To cloth diaper, or not to cloth diaper? This is likely one of the hardest decisions to make for parents interested in practising sustainability. On average, a newborn goes through 10-12 diapers per day. As they grow, this number decreases. Within their first year, however, you're still going to go through 2000-3000 diaper changes. And it will be anywhere from another 6 to 24 months before your baby is ready to be potty-trained.
With this many disposables going into the landfill, parents hoping to be eco-friendly often find themselves wanting to consider alternatives. Enter cloth diapers.
What's the big deal about cloth diapers?
Modern disposable diapers were not invented until after the Second World War. If you're a newborn parent now, your grandparents, possibly even your parents, were raised with cloth diapers. Once disposable diapers entered the market however, unsurprisingly, they very quickly took off. No longer did mothers have to spend extra time and effort washing soiled cloth in addition to all the other baby duties. So why are cloth diapers making a comeback?
Unfortunately, disposable diapers do not decompose well. Since they were introduced, they have begun to contribute more and more to quickly growing landfills. Where waste disposal is not carried out properly, these non-biodegradable diapers end up going into rivers and oceans.
As sustainability education becomes more widespread, parents are starting to consider switching back to cloth diapers. Of course, the cloth diapers of today aren't the same as those from our (grand)parents' generation. To meet new demands, companies have reinvented the cloth diaper—from waterproof outer layers with cloth (and disposable) inserts to all-in-ones.
So what about you? Should you cloth diaper your baby? At Bambino, we want to encourage you to make informed decisions. So we're making a list of pros and cons for you to consider!
Cloth diapers reduce waste.
This one is pretty evident. Cloth diapers are made to be reused multiple times and will not generate the sheer waste that disposable diapers do. Even hybrid diapers that make use of a reusable shell coupled with disposable inserts use less non-biodegradable material than a full disposable diaper.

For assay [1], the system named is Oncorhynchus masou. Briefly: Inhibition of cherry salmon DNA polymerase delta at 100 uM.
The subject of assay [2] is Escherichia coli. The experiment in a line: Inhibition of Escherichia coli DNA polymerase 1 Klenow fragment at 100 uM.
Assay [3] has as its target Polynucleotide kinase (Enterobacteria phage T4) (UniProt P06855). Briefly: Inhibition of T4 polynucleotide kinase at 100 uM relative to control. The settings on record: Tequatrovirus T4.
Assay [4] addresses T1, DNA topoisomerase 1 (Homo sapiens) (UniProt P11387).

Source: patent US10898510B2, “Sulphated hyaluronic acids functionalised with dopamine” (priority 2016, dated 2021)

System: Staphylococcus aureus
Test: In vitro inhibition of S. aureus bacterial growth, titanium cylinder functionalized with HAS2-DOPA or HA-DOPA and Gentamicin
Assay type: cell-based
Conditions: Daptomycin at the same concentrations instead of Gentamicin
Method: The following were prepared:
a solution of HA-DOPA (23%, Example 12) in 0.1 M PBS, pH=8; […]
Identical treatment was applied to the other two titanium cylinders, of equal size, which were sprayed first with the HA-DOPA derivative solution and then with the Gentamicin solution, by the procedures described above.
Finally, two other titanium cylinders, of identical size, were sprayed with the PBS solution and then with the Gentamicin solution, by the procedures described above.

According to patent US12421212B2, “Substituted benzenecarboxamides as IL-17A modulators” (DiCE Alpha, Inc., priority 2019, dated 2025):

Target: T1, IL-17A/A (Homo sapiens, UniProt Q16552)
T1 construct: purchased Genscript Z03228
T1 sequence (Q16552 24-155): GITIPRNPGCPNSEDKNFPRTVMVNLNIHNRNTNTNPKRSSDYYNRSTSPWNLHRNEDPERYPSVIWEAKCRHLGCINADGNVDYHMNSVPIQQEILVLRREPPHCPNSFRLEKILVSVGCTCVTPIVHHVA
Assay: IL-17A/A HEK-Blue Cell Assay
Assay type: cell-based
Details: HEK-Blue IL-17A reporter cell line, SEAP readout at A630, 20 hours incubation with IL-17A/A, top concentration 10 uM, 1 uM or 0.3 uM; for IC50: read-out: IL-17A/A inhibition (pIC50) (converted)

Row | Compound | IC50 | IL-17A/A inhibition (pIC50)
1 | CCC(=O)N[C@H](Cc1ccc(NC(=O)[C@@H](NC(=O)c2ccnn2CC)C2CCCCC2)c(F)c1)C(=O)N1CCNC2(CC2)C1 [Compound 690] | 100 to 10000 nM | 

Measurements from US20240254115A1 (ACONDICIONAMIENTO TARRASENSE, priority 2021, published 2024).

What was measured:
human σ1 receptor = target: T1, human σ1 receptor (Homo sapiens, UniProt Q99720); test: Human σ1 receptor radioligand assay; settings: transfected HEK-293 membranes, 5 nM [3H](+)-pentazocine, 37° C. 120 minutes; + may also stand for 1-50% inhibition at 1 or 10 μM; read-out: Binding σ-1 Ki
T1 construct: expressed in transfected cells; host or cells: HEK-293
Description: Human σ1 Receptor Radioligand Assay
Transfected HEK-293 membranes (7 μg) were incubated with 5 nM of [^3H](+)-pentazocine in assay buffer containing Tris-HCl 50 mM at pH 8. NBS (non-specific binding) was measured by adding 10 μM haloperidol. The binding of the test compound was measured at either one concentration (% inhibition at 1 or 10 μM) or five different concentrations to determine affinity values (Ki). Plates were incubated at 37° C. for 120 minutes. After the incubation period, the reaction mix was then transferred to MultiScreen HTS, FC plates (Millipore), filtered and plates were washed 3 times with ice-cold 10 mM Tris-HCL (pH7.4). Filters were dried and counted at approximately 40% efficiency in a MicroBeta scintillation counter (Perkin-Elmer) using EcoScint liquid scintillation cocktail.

If you're interested in the zero waste movement, or are trying to reduce your use of disposables, this may be a big factor for you.
Cloth diapers are better for sensitive skin.
Some of the chemicals and materials used in making disposable diapers so absorbent may cause irritation to your baby's skin. Additionally, some diapers contain fragrances and dyes, which your baby may be sensitive to.
If you notice that your baby's skin isn't reacting well to disposable diapers, cloth diapers can prove to be a useful alternative.
Cloth diapers are cheaper in the long run.
While the upfront cost of building a cloth diaper stash is higher, with each diaper costing anywhere from $20-$40 SGD depending on style, you save money in the long run. To reduce upfront cost, you can also choose to purchase them secondhand from Carousell or other parents selling their diapers on cloth diapering support groups.
Since cloth diapers are designed to be reused, you won't have to get a new set if you have a second child. In fact, if they remain in good condition after you've used them with your children, you may choose to sell them secondhand as well.
Cloth diapers are less convenient.
Nothing can beat the convenience of using and never having to think about that dirty diaper again. Many parents swear that cloths diapers aren't that difficult to launder, especially when your baby starts on solid food. The fact is, however, you will be spending extra time and effort dealing with the soiled diaper.
This is likely the disadvantage of cloth diapers that make it the most difficult for parents to give disposables up.
Cloth diapers are less absorbent.
The same material in disposable diapers that may irritate your child's skin is also the one that makes disposables so absorbent. This means you may have to change diapers or inserts more frequently than if you were using disposables. For this same reason, parents who have chosen cloth diapers sometimes opt for disposable inserts before bedtime. This allows them (and their children) to sleep without worrying about leaks.
Cloth diapers mean greater water and electricity use.
Laundering cloth diapers takes extra water and electricity. You'll need to wash off poop, then prewash soiled cloth diapers in their own laundry cycle before putting them in the wash a second time with the rest of your laundry.
Does this mean that the harm done to the environment with the increased water and electricity use is equivalent to that of using disposable diapers? According to this article in the Stanford alumni magazine, yes and no. On average, both come pretty close in terms of environmental impact. However, you can make changes to your cloth diaper washing routine, such as by choosing environmentally friendly laundry soap, that reduce its environmental impact.
So... should I cloth diaper my baby?
In the end, it really is up to you. We've presented the most important pros and cons of cloth diapering, but how each of these factors are weighted depends on your circumstances and what you value.
If you've gotten up until this point, it's safe to say you probably have some interest in cloth diapering your little one. If that's the case, why not give it a shot? It's the only surefire way of knowing how you and your munchkin like it. Get a few pairs of cloth diapers and see if it works out! If not, you can always sell them secondhand and use disposables instead.
If you're interested in trying cloth diapers in Singapore, we think this article does a good summary of all that you need to know and how you can begin!
At Bambino, we are committed to helping parents with their sustainable practices. Sign up for a baby clothing subscription box today to help reduce textile waste in our environment!